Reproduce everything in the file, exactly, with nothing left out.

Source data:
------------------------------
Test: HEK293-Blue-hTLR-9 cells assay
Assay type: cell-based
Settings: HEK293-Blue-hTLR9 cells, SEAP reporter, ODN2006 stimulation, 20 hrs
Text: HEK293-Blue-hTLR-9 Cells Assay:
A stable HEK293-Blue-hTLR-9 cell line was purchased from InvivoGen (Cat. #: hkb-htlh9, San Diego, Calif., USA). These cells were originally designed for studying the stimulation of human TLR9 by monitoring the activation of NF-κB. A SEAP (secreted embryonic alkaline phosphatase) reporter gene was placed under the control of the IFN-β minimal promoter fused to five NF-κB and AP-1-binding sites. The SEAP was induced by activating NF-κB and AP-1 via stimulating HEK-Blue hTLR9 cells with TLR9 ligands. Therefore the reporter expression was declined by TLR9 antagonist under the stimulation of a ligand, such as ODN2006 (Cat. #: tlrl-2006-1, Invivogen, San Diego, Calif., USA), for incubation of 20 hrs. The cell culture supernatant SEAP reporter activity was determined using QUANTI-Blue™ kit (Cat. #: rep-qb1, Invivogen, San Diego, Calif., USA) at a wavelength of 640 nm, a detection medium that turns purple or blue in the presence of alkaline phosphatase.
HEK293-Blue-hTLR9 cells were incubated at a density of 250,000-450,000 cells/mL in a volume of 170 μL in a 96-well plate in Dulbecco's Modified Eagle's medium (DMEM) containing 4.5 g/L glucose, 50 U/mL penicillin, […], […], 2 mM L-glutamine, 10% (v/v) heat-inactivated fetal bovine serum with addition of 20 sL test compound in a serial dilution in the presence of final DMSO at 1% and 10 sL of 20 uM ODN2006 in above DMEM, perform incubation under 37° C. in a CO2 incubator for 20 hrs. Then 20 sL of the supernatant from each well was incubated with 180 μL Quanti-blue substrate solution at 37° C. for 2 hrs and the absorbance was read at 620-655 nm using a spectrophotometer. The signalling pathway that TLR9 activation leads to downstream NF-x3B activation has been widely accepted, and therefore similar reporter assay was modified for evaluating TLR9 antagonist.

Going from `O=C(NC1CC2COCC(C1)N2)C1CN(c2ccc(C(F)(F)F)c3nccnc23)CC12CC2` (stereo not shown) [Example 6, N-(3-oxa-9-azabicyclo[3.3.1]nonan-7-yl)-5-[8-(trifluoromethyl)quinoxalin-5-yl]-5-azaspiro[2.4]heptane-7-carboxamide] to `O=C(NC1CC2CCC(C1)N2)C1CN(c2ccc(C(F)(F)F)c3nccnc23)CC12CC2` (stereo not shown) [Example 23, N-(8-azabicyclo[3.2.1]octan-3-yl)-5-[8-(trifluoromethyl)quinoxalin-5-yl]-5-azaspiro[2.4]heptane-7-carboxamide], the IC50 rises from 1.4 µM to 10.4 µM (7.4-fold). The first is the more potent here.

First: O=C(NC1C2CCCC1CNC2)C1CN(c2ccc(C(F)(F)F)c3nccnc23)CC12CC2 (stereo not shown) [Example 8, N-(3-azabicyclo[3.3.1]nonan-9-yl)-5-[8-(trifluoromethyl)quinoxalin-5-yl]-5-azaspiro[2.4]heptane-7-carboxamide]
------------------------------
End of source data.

Test: HEK293-Blue-hTLR-9 cells assay
Assay type: cell-based
Settings: HEK293-Blue-hTLR9 cells, SEAP reporter, ODN2006 stimulation, 20 hrs
Text: HEK293-Blue-hTLR-9 Cells Assay:
A stable HEK293-Blue-hTLR-9 cell line was purchased from InvivoGen (Cat. #: hkb-htlh9, San Diego, Calif., USA). These cells were originally designed for studying the stimulation of human TLR9 by monitoring the activation of NF-κB. A SEAP (secreted embryonic alkaline phosphatase) reporter gene was placed under the control of the IFN-β minimal promoter fused to five NF-κB and AP-1-binding sites. The SEAP was induced by activating NF-κB and AP-1 via stimulating HEK-Blue hTLR9 cells with TLR9 ligands. Therefore the reporter expression was declined by TLR9 antagonist under the stimulation of a ligand, such as ODN2006 (Cat. #: tlrl-2006-1, Invivogen, San Diego, Calif., USA), for incubation of 20 hrs. The cell culture supernatant SEAP reporter activity was determined using QUANTI-Blue™ kit (Cat. #: rep-qb1, Invivogen, San Diego, Calif., USA) at a wavelength of 640 nm, a detection medium that turns purple or blue in the presence of alkaline phosphatase.
HEK293-Blue-hTLR9 cells were incubated at a density of 250,000-450,000 cells/mL in a volume of 170 μL in a 96-well plate in Dulbecco's Modified Eagle's medium (DMEM) containing 4.5 g/L glucose, 50 U/mL penicillin, […], […], 2 mM L-glutamine, 10% (v/v) heat-inactivated fetal bovine serum with addition of 20 sL test compound in a serial dilution in the presence of final DMSO at 1% and 10 sL of 20 uM ODN2006 in above DMEM, perform incubation under 37° C. in a CO2 incubator for 20 hrs. Then 20 sL of the supernatant from each well was incubated with 180 μL Quanti-blue substrate solution at 37° C. for 2 hrs and the absorbance was read at 620-655 nm using a spectrophotometer. The signalling pathway that TLR9 activation leads to downstream NF-x3B activation has been widely accepted, and therefore similar reporter assay was modified for evaluating TLR9 antagonist.

Going from `O=C(NC1CC2COCC(C1)N2)C1CN(c2ccc(C(F)(F)F)c3nccnc23)CC12CC2` (stereo not shown) [Example 6, N-(3-oxa-9-azabicyclo[3.3.1]nonan-7-yl)-5-[8-(trifluoromethyl)quinoxalin-5-yl]-5-azaspiro[2.4]heptane-7-carboxamide] to `O=C(NC1CC2CCC(C1)N2)C1CN(c2ccc(C(F)(F)F)c3nccnc23)CC12CC2` (stereo not shown) [Example 23, N-(8-azabicyclo[3.2.1]octan-3-yl)-5-[8-(trifluoromethyl)quinoxalin-5-yl]-5-azaspiro[2.4]heptane-7-carboxamide], the IC50 rises from 1.4 µM to 10.4 µM (7.4-fold). The first is the more potent here.

First: O=C(NC1C2CCCC1CNC2)C1CN(c2ccc(C(F)(F)F)c3nccnc23)CC12CC2 (stereo not shown) [Example 8, N-(3-azabicyclo[3.3.1]nonan-9-yl)-5-[8-(trifluoromethyl)quinoxalin-5-yl]-5-azaspiro[2.4]heptane-7-carboxamide]